Isolation of Circulating Tumor Cells using Microfluidics
Cancer is the result of a cascade of multi-scale events originating from anomalies at the cellular and molecular level. As such, analysis at the cellular and molecular level offers exciting opportunities for detecting cancer while it is still manageable and for gaining biological insight to develop effective therapies. Well matched in size, micro-electromechanical systems (MEMS) are ideally suited for this purpose and they offer unique capabilities from highly localized and deterministic sample manipulation to precise quantitative measurements. Leveraging these capabilities, biomedical microsystems hold great promise to revolutionize the way we research, detect and treat cancer.
In my talk, I will introduce a microfluidic chip technology to specifically isolate circulating tumor cell-clusters (CTC-clusters), a highly metastatic precursor population within CTCs, from unprocessed patient blood. This device enables non-destructive, antigen-independent isolation of CTC-clusters with high sensitivity and purity as well as viable retrieval of CTC-clusters in solution (off the chip) allowing downstream molecular assays. I will describe the design and operation of the device and share results from clinical studies on patients with metastatic melanoma, breast and prostate cancers.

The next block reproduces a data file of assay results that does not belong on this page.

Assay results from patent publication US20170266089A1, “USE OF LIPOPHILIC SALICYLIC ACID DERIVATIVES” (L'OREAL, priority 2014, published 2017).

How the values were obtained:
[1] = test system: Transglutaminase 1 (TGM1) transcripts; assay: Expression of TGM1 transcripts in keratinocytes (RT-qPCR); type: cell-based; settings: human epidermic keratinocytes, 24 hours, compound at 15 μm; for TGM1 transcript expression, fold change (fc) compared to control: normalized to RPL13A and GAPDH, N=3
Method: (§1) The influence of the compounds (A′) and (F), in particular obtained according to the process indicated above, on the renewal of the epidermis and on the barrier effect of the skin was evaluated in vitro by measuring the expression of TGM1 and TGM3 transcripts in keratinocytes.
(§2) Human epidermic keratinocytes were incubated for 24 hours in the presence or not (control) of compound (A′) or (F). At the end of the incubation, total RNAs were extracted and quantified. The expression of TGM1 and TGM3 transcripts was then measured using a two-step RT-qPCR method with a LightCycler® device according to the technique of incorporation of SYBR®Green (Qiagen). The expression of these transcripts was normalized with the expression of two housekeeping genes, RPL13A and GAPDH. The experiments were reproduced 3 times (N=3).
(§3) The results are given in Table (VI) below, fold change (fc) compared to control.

A. Fatih Sarioglu received the B.Sc. degree from Bilkent University, Ankara, Turkey in 2003, and the M.S. and Ph.D. degrees from Stanford University in 2005 and 2010, respectively, all in electrical engineering. He worked as a postdoctoral research associate at the Center for Nanoscale Science and Engineering, Stanford University and later as a research fellow in the Center for Engineering in Medicine at the Harvard Medical School and Massachusetts General Hospital. In October 2014, he joined the School of Electrical and Computer Engineering at the Georgia Institute of Technology as an Assistant Professor.
His research interests are in developing Nano- and Micro-systems technologies for biomedical applications such as cancer detection, cellular and biomolecular analysis, point-of-care diagnostics and minimally invasive health monitoring.